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  • Author: David Cortright, Alistair Millar, George A. Lopez, Linda M. Gerber
  • Publication Date: 06-2003
  • Content Type: Working Paper
  • Institution: Fourth Freedom Forum
  • Abstract: The failure of U.S. and British forces in Iraq to find evidence of weapons of mass destruction has sparked controversy on both sides of the Atlantic and in the wider international community. Two contending explanations have been offered for why the Bush administration made apparently questionable claims about weapons of mass destruction. The first alleges an intelligence failure. The best analysts in the CIA simply had no foolproof way of discerning what Saddam had. They gave the administration a wide-ranging set of estimates, from benign to worst-case, and, given the way bureaucracies behave, the president's advisors adopted the worse case scenario. The second claim, more odious in form and substance, is that the administration inflated and manipulated uncertain data, possibly even requesting that material sent to it be redone to fit preconceived notions. The Bush administration has gone to great pains to reassert that it stands by its previous pronouncements that prohibited weapons will be located in due time.
  • Topic: International Relations, War, Weapons of Mass Destruction
  • Political Geography: United States, Iraq, Middle East
  • Author: David Cortright, Alistair Millar, George A. Lopez, Linda M. Gerber
  • Publication Date: 03-2003
  • Content Type: Working Paper
  • Institution: Fourth Freedom Forum
  • Abstract: The United States, the United Kingdom, and other nations claim that Iraq poses an imminent threat to international security because it has weapons of mass destruction and operational connections to the Al Qaeda terrorist network. U.S. Secretary of State Colin Powell asserted in his presentation to the Security Council on 5 February that Iraq has made no effort to disarm and is concealing efforts to redevelop weapons of mass destruction. Powell restated old allegations that the United States had made prior to the 8 November passage of Resolution 1441. He presented new intelligence about Iraqi efforts to conceal its weapons capabilities, and he reiterated previous information about the likely existence of chemical and biological agents from the 1990s, but he did not prove that there is a grave new threat from Iraqi weapons of mass destruction. Nor did he show a link between Iraq and September 11, or an operational connection between Saddam Hussein and Al Qaeda.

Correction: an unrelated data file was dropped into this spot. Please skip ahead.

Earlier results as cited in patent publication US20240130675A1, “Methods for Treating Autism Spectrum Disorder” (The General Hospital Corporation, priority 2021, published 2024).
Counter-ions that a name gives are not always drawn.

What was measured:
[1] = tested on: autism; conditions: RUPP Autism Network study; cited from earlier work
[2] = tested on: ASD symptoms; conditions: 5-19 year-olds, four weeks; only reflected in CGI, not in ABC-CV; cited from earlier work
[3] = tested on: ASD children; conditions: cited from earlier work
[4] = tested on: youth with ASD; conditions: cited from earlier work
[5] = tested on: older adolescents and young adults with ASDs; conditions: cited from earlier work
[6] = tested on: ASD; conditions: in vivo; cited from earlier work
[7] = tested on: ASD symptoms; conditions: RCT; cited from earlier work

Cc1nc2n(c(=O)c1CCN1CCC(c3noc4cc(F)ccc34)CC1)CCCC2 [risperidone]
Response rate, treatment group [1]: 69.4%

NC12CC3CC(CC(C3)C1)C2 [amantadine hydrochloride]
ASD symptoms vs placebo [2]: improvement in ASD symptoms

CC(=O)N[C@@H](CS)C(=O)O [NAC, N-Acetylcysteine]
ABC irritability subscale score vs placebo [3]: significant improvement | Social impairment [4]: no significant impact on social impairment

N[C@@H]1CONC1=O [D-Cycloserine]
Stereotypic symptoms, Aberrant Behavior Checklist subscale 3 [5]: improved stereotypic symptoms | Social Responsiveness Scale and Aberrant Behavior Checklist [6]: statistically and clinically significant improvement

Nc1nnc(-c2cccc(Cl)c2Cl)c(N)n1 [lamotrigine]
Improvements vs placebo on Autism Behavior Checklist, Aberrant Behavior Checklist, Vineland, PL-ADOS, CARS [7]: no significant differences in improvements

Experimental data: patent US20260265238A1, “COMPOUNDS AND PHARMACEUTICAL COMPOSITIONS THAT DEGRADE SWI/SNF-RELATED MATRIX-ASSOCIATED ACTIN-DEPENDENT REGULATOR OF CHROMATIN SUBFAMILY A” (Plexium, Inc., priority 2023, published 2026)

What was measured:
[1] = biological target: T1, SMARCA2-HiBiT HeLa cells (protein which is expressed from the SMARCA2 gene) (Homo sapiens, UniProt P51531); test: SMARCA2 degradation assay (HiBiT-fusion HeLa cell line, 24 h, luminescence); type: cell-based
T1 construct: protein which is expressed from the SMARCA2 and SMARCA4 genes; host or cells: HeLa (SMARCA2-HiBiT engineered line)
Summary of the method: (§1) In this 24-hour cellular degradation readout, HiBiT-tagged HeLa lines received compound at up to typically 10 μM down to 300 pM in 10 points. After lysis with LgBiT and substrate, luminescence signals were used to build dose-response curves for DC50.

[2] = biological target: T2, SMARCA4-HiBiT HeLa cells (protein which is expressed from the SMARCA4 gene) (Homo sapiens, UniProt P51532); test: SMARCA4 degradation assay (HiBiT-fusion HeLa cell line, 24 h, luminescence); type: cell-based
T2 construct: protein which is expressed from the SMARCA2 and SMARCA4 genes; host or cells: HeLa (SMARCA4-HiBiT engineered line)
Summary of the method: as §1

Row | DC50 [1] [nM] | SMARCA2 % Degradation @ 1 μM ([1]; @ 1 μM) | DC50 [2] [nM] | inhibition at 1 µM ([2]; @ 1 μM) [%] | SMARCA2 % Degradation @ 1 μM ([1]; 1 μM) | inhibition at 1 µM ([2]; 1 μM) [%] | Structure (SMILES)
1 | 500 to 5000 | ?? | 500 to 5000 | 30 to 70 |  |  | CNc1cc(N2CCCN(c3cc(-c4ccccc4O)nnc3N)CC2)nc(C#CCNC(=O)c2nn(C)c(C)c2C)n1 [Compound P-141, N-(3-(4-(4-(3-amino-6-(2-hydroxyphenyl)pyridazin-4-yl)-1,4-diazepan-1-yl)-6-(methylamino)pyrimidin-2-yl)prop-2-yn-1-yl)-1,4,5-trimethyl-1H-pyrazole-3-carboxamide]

• Topic: Security, Terrorism, United Nations, War
  • Political Geography: United States, Iraq, United Kingdom, Middle East
  • Author: William D. Hartung
  • Publication Date: 03-2003
  • Content Type: Working Paper
  • Institution: Fourth Freedom Forum
  • Abstract: The Bush administration's war on terrorism and its proposed military intervention in Iraq have sparked the steepest increases in military and security spending in two decades. Since September 11, 2001, the federal government has approved over $110 billion in increased military spending and military aid. Spending on national defense is slated to reach $399 billion in the Fiscal Year 2004 budget, and to rise to over $500 billion annually by the end of this decade. These vast sums do not include the costs of the ongoing war in Afghanistan or a war with Iraq. Steven Kosiak of the Center for Strategic and Budgetary Assessments estimates that only 5 to 10 percent of the Fiscal Year 2003 Pentagon budget is being set aside for anti-terror activities and homeland security.
  • Topic: Security, Economics, Government, Terrorism, War
  • Political Geography: Afghanistan, United States, Iraq, Middle East
  • Author: David Cortright, Alistair Millar, George A. Lopez, Linda M. Gerber
  • Publication Date: 01-2003
  • Content Type: Working Paper
  • Institution: Fourth Freedom Forum
  • Abstract: After two months of increasingly intensive inspection activity, UN weapons monitors in Iraq, by their own account, have achieved considerable progress in establishing the disarmament process mandated in Security Council Resolution 1441 (2002). During his 27 January update to the Security Council, UN inspections chief Dr. Hans Blix reported that "Iraq has on the whole cooperated rather well so far" with UN inspectors. "It would appear from our experience so far that Iraq has decided in principle to provide cooperation on process, notably access." Although Baghdad has not fully disclosed its weapons activities as required by UN resolutions, and many unanswered questions remain, weapons inspectors have established an effective disarmament verification system in Iraq. They have asked for the "unified resolve" of the Security Council to support an ongoing inspection process. In contrast with the experience of UN weapons monitors during the early 1990s, the inspectors with the United Nations Monitoring, Verification and Inspection Commission (UNMOVIC) and the International Atomic Energy Agency (IAEA) have received unfettered access to Iraqi facilities and have been able to conduct more than 350 on-site inspections. They are employing the world's most advanced technology for detecting nuclear, chemical, or biological weapons and are installing an ongoing monitoring system that will provide permanent surveillance of Iraq's weapons activities.
  • Topic: United Nations, War, Weapons of Mass Destruction
  • Political Geography: Iraq, Middle East